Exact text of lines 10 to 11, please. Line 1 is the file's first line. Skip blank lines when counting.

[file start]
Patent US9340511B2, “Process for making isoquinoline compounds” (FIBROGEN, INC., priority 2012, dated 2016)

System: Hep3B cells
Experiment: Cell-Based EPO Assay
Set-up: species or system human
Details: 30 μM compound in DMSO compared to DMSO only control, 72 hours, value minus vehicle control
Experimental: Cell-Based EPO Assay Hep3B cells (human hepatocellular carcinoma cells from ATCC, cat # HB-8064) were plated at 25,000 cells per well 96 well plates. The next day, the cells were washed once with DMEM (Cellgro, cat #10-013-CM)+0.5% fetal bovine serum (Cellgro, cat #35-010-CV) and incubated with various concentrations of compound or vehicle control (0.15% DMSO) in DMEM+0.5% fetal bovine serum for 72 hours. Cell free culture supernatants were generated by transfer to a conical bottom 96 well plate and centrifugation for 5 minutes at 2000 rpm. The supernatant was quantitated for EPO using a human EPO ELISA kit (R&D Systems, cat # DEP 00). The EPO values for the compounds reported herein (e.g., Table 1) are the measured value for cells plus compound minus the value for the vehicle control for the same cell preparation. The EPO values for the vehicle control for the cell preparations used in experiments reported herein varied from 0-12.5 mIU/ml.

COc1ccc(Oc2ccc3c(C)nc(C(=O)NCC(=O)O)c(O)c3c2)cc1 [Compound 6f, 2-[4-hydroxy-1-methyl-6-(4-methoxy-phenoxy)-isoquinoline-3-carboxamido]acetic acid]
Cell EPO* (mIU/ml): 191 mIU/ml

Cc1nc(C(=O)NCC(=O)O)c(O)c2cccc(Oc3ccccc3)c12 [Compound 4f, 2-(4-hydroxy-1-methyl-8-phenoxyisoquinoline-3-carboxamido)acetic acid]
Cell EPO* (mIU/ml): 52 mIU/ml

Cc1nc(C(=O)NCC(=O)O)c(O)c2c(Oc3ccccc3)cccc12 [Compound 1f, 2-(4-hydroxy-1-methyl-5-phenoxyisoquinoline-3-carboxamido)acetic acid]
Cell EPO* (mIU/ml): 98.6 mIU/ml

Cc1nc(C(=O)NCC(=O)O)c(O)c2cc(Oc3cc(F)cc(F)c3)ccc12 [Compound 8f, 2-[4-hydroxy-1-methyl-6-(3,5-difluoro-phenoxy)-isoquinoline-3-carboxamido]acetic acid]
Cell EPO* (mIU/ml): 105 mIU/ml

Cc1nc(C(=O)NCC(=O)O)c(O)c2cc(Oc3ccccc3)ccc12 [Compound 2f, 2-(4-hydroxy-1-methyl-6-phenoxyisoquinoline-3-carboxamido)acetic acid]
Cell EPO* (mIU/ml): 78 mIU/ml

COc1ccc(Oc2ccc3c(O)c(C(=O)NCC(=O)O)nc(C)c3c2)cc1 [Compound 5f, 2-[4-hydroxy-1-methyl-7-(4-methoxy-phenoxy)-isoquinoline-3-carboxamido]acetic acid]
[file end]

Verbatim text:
Cell EPO* (mIU/ml): 52 mIU/ml

Cc1nc(C(=O)NCC(=O)O)c(O)c2c(Oc3ccccc3)cccc12 [Compound 1f, 2-(4-hydroxy-1-methyl-5-phenoxyisoquinoline-3-carboxamido)acetic acid]